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In Sao Paulo, Dutch fans at the World Cup put up tent camp where orange is the new yellow

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    Dutch fans relax at the Oranjecamping site during the 2014 soccer World Cup in Sao Paulo, Brazil, Sunday, June 22, 2014. It’s not simple to stand out during the World Cup in Brazilian stadiums carpeted by yellow and green. But along the edges of a dam in the southern part of Sao Paulo, Dutch soccer fans have built a camp for 500 people, creating a spot where orange is the new yellow. (AP Photo/Dario Lopez-Mills)The Associated Press

  • Brazil WCup Dutch Camp-2.jpg

    Dutch fans jump as they take a photo at the entrance of the Oranjecamping site during the 2014 soccer World Cup in Sao Paulo, Brazil, Sunday, June 22, 2014. It’s not simple to stand out during the World Cup in Brazilian stadiums carpeted by yellow and green. But along the edges of a dam in the southern part of Sao Paulo, Dutch soccer fans have built a camp for 500 people, creating a spot where orange is the new yellow. (AP Photo/Dario Lopez-Mills)The Associated Press

  • Brazil WCup Dutch Camp-3.jpg

    Dutch fan Guy Merrinenboer poses for a portrait while playing soccer at the Oranjecamping site during the 2014 soccer World Cup in Sao Paulo, Brazil, Sunday, June 22, 2014. On Sunday, Merrinenboer played soccer wearing orange overalls with a soccer-ball pattern. Some feel orange helps show unity for the Dutch team, which has often come close in the World Cup, only to painfully lose in the finals. (AP Photo/Dario Lopez-Mills)The Associated Press

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    Dutch fans jump into the pool at the Oranjecamping site during the 2014 soccer World Cup in Sao Paulo, Brazil, Sunday, June 22, 2014. In another sign of togetherness, the fans dove into a swimming pool Sunday afternoon at the same time with orange beanies, a New Year’s tradition that usually takes place in the ocean. (AP Photo/Dario Lopez-Mills)The Associated Press

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    Dutch fans Tim van Beuhering, left, and Rob Cuppen pose for a portrait at the Oranjecamping site during the 2014 soccer World Cup in Sao Paulo, Brazil, Sunday, June 22, 2014. They sunbathe in orange sunglasses and dry themselves with orange towels. All over the sports center-turned-tent site, they have hung orange jackets, T-shirts and even briefs. Some of the most committed fans drove their cars, also orange, from as far away as New York to make it to the fluorescent celebration. (AP Photo/Dario Lopez-Mills)The Associated Press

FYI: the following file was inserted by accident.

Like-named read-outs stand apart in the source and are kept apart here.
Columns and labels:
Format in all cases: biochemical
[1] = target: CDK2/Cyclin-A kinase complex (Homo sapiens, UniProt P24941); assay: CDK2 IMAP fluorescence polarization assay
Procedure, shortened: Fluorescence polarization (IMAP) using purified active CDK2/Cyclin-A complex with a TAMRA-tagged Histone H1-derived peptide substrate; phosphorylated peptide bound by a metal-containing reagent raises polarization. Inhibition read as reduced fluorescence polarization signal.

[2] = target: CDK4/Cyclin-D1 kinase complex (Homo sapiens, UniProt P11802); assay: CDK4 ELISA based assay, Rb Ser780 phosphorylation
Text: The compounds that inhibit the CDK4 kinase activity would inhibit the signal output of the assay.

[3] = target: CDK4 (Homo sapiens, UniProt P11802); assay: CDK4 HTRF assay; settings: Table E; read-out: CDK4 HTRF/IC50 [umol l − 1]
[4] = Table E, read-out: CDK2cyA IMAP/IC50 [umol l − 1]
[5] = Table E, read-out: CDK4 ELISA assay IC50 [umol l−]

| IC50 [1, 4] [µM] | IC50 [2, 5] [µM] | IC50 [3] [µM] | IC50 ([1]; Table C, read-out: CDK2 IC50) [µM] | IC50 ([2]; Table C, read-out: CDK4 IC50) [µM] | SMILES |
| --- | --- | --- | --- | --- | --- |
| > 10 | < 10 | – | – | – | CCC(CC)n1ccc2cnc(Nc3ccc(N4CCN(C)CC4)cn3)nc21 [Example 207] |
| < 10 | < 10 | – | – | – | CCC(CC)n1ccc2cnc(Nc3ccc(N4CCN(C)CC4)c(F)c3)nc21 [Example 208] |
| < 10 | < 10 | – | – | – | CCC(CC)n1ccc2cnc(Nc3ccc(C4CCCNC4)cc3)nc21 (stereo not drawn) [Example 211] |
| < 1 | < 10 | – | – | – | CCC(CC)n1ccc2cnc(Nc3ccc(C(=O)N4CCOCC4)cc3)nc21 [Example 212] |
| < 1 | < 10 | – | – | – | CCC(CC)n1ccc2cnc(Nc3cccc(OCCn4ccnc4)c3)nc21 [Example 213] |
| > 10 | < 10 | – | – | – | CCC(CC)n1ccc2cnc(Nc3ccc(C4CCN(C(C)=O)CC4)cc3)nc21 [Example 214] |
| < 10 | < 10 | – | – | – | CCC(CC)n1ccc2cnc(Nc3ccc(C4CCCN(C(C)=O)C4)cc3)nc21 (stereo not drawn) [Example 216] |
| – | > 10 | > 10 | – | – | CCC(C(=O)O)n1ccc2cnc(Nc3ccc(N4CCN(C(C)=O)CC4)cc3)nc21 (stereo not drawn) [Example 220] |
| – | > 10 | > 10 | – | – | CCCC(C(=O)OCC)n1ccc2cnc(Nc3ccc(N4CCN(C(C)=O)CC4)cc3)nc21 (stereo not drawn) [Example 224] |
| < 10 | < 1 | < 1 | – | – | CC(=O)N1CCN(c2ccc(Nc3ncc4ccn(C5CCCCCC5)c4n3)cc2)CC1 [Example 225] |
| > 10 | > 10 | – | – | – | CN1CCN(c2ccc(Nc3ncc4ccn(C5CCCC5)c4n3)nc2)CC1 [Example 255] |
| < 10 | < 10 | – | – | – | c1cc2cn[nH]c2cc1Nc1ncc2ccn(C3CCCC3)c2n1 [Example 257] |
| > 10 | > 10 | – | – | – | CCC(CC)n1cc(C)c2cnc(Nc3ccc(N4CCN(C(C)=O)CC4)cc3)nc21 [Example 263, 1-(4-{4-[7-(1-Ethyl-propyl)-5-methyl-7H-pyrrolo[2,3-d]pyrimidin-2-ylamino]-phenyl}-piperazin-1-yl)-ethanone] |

It's not simple to stand out during the World Cup in Brazilian stadiums carpeted by yellow and green. But along the edges of a dam in the southern part of Sao Paulo, Dutch soccer fans have built a camp for 500 people, creating a spot where orange is the new yellow.

They sunbathe in orange sunglasses and dry themselves with orange towels. All over the sports center-turned-tent site, they have hung orange jackets, T-shirts and even briefs. Some of the most committed fans drove their cars, also orange, from as far away as New York to make it to the fluorescent celebration.

"Orange is the color of the national team," said Juul Ophelders, explaining why she dyed her hair orange for soccer's biggest tournament. "It was a little bit nicer but the water is different here, so it's lighter now."

Color is a statement for the Dutch fans camping by the Guarapiranga dam in the southern part of Sao Paulo. More than 400 of them will be heading for the team's final group match against Chile on Monday at Itaquerao stadium in Sao Paulo.

"It has to be orange if you want to join the party," said Laurens Kraal, who drove with seven other fans from Bolivia in an orange hippie van. "It feels Dutch."

There are dozens of small tents where fans share space and sleep on air mattresses. Other tents are made of a thicker material and are spacious enough for bunk beds.

On Sunday, a young man played soccer wearing orange overalls with a soccer-ball pattern. Women sipped their caipirinhas after toasting with hands manicured with orange nail polish. A sign read "Orange Heart. Yellow Soul," signaling the visit in tropical Brazil where yellow shirts dominate.

Some feel orange helps show unity for the Dutch team, which has often come close in the World Cup, only to painfully lose in the finals.

"It's our fate to be second. But then when you are second, you always have a goal. We keep having a goal — to become world champions," said Michel van Baarle.

In another sign of togetherness, 50 of the fans dove into a swimming pool Sunday afternoon at the same time with orange beanies, a New Year's tradition that usually takes place in the ocean.

Does it bring good luck?

"It's just us being crazy. That's pretty much it," said Tim van Beukering. "We enjoy it."

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Adriana Gomez Licon on Twitter: http://twitter.com/agomezlicon